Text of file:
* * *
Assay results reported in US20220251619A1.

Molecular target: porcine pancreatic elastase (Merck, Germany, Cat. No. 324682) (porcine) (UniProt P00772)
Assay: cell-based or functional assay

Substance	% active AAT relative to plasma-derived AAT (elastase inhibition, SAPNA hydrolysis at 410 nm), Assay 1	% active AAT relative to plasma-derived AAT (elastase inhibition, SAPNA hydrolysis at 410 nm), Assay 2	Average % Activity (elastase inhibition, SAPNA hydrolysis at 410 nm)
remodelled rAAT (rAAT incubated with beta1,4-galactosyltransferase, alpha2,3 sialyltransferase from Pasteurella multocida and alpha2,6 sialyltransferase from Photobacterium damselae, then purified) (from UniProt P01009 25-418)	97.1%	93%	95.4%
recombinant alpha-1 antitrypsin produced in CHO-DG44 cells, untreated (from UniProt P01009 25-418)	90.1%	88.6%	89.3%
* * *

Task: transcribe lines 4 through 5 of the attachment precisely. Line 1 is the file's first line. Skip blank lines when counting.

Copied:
Substance	% active AAT relative to plasma-derived AAT (elastase inhibition, SAPNA hydrolysis at 410 nm), Assay 1	% active AAT relative to plasma-derived AAT (elastase inhibition, SAPNA hydrolysis at 410 nm), Assay 2	Average % Activity (elastase inhibition, SAPNA hydrolysis at 410 nm)
remodelled rAAT (rAAT incubated with beta1,4-galactosyltransferase, alpha2,3 sialyltransferase from Pasteurella multocida and alpha2,6 sialyltransferase from Photobacterium damselae, then purified) (from UniProt P01009 25-418)	97.1%	93%	95.4%